327 F.3d 1127 (10th Cir. 2003), 02-2225, U.S. v. Gandara-Salinas

Docket Nº:02-2225
Citation:327 F.3d 1127
Party Name:U.S. v. Gandara-Salinas
Case Date:April 25, 2003
Court:United States Courts of Appeals, Court of Appeals for the Tenth Circuit
 
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Page 1127

327 F.3d 1127 (10th Cir. 2003)

UNITED STATES of America, Plaintiff-Appellant,

v.

Jesus GANDARA-SALINAS, Defendant-Appellee.

No. 02-2225.

United States Court of Appeals, Tenth Circuit

April 25, 2003

Page 1128

David N. Williams, Assistant United States Attorney (David C. Iglesias, United States Attorney, and Norman Cairns, Assistant United States Attorney, on the brief), Albuquerque, NM, for Plaintiff-Appellant.

H. Craig Skinner of Denver, Colorado (Joseph (Sib) Abraham, Jr., of El Paso, TX, on the brief), for Defendant-Appellee.

Before SEYMOUR, BALDOCK and O'BRIEN, Circuit Judges.

SEYMOUR, Circuit Judge.

Defendant Jesus Gandara-Salinas was charged with possession of 50 kilograms or more of marijuana with intent to distribute in violation of 21 U.S.C. §§ 841(a), 841(b)(1)(c). The government appeals the district court's suppression of evidence from the immigration stop and search. We reverse and remand for further proceedings.

Page 1129

I

On the morning of August 30, 2001, United States Border Patrol Agent Collier observed Mr. Gandara driving north on U.S. Highway 54 between Alamogordo, New Mexico and the Mexican border in a pickup truck with Chihuahua, Mexico license plates. Although that stretch of Highway 54 usually has a border control checkpoint, the fixed checkpoint had been torn down earlier in the summer for road construction. The absence of the checkpoint led to an increased use of the highway for smuggling. The agent followed Mr. Gandara for fifteen to twenty minutes, both on the highway and through town, during which time he made several observations that raised his suspicion about possible illegal behavior by Mr. Gandara. Most noteworthy among those observations were that the truck had recently crossed the border, the truck had foreign license plates, the drug checkpoint was temporarily closed resulting in an increase in drug traffic, and the spare tire appeared much larger than the other truck tires and much cleaner than the rest of the truck. After following Mr. Gandara through town, Agent Collier stopped the truck. Mr. Gandara consented to a canine inspection. The dog alerted to the gas tank of the truck. Agent Collier found approximately 150 pounds of marijuana in the gas tank and spare tire, which turned out in fact to be much larger than the truck's other tires.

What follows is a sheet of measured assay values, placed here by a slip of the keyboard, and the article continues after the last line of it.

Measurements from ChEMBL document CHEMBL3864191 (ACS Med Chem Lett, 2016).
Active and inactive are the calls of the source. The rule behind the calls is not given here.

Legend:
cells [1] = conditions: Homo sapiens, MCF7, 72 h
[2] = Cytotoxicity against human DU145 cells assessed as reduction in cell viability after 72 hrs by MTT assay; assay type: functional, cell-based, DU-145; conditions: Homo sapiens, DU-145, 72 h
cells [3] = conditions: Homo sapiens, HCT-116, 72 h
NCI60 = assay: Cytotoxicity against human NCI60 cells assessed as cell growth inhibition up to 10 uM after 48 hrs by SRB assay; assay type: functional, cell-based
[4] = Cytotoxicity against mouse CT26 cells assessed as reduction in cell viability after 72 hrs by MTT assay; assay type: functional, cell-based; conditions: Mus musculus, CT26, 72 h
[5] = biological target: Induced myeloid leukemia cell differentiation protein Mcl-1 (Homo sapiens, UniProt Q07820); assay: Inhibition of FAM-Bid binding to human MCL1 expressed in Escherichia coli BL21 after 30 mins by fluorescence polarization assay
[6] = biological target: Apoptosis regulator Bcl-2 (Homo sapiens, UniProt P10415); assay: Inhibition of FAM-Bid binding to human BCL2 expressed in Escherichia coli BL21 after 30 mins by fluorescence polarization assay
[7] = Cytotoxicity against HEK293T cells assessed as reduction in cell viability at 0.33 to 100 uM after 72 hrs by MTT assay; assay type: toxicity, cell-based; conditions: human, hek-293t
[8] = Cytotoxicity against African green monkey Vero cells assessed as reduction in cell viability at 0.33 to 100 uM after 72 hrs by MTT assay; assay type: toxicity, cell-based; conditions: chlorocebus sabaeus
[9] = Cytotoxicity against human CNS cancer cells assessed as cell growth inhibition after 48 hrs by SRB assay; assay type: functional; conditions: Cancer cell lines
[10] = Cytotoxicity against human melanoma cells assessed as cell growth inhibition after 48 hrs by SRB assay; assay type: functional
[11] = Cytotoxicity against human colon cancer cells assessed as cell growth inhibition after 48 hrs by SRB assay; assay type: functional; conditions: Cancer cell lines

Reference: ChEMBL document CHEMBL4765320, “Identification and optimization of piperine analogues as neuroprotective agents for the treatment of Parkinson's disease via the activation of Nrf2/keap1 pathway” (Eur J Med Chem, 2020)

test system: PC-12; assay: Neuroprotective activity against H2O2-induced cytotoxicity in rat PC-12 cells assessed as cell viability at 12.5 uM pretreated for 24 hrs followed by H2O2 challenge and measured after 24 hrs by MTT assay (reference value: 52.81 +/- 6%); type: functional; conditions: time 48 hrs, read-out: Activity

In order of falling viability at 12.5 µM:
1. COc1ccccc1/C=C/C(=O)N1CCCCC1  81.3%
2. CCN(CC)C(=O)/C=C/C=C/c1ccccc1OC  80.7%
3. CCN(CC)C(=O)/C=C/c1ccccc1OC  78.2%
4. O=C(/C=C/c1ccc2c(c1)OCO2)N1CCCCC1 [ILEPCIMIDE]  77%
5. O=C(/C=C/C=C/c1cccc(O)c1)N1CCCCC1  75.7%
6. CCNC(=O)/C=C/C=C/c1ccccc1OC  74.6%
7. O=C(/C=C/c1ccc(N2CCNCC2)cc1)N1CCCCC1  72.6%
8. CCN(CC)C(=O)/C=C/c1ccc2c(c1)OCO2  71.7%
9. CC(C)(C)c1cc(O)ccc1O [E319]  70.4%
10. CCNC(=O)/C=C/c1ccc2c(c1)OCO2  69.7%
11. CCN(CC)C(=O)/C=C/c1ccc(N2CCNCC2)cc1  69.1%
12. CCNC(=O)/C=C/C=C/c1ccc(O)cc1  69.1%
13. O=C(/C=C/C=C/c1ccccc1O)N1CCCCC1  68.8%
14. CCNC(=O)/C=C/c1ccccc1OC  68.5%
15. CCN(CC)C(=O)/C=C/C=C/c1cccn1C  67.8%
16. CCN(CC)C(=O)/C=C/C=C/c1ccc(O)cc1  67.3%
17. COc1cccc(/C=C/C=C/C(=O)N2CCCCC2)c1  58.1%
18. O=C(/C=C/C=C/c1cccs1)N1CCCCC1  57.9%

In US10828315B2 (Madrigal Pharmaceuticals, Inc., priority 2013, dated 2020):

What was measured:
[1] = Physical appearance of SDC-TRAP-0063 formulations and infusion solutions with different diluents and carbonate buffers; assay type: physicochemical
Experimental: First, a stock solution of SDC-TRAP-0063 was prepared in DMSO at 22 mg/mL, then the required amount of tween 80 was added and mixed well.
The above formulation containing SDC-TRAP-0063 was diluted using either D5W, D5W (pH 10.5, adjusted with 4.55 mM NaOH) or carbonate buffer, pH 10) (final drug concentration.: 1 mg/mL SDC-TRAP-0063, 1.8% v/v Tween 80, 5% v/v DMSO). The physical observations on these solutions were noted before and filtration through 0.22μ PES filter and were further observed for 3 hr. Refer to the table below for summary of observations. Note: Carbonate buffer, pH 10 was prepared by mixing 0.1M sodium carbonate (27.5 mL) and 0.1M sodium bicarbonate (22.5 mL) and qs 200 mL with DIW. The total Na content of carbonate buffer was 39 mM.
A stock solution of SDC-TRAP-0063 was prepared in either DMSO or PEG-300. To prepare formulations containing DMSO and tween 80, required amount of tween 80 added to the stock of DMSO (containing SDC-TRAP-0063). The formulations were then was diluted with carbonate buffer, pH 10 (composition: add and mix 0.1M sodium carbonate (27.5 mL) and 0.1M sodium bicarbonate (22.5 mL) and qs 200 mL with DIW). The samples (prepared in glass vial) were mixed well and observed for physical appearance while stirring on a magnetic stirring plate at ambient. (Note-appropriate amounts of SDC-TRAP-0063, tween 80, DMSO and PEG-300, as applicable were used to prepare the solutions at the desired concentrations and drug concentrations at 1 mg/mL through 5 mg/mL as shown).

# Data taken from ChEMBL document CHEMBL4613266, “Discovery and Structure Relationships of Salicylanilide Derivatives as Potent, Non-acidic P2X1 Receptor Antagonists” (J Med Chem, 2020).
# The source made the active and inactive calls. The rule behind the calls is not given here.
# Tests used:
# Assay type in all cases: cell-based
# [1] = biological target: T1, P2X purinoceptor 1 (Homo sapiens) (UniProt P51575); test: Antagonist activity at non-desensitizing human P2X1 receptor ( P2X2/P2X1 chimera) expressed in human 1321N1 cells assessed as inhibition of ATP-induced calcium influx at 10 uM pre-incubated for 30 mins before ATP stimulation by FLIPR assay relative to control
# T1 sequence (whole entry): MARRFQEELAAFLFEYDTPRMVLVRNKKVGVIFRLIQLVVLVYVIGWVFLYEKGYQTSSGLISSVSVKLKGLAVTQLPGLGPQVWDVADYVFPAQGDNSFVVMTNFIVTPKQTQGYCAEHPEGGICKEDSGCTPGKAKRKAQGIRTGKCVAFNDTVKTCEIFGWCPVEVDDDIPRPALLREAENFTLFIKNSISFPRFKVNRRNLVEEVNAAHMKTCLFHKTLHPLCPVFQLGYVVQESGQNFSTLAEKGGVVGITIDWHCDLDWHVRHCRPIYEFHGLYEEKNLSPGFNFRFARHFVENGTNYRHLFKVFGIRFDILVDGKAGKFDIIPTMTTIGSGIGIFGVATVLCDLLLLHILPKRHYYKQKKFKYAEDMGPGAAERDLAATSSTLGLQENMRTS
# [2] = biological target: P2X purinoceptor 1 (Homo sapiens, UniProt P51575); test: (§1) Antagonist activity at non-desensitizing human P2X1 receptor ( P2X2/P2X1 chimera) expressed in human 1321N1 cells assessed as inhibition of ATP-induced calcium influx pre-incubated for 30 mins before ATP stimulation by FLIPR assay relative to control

Mr. Gandara moved to suppress this evidence on the ground that Agent Collier did not have the requisite reasonable suspicion to conduct an immigration stop. The district court granted the motion. United States v. Gandara-Salinas, 215 F.Supp.2d 1207 (D.N.M.2002).

II

The ultimate determination of reasonableness under the Fourth Amendment is a conclusion of law that we review de novo. See United States v. De la Cruz-Tapia, 162 F.3d 1275, 1277 (10th Cir. 1998). We view the evidence in the light most favorable to the prevailing party, and we accept the district court's findings of fact unless they are clearly erroneous. See id. at 1277-78. After reviewing the record, we are persuaded the court misapplied certain legal standards and committed clear error in assessing the testimony of Agent Collier.

The district court correctly recited the applicable legal standards. The Fourth Amendment requires a finding of reasonable suspicion that criminal activity may be afoot in order to conduct roving border patrol stops. See United States v. Arvizu, 534 U.S. 266, 273, 122 S.Ct. 744, 151 L.Ed.2d 740 (2002) (quotations and citations omitted). See also United States v. Brignoni-Ponce, 422 U.S. 873, 95 S.Ct. 2574, 45 L.Ed.2d 607 (1975). "Although an officer's reliance on a mere hunch is insufficient to justify a stop, the likelihood of criminal activity need not rise to the level required for probable cause, and it falls considerably short of satisfying a preponderance of the evidence standard." Arvizu, 534 U.S. at 274, 122 S.Ct. 744 (quotations and citations omitted) (emphasis added). Border patrol agents may thus stop vehicles "if they are aware of specific articulable facts, together with rational inferences from those facts, that reasonably warrant suspicion" of criminal activity. United States v. Monsisvais, 907 F.2d 987, 989-90...

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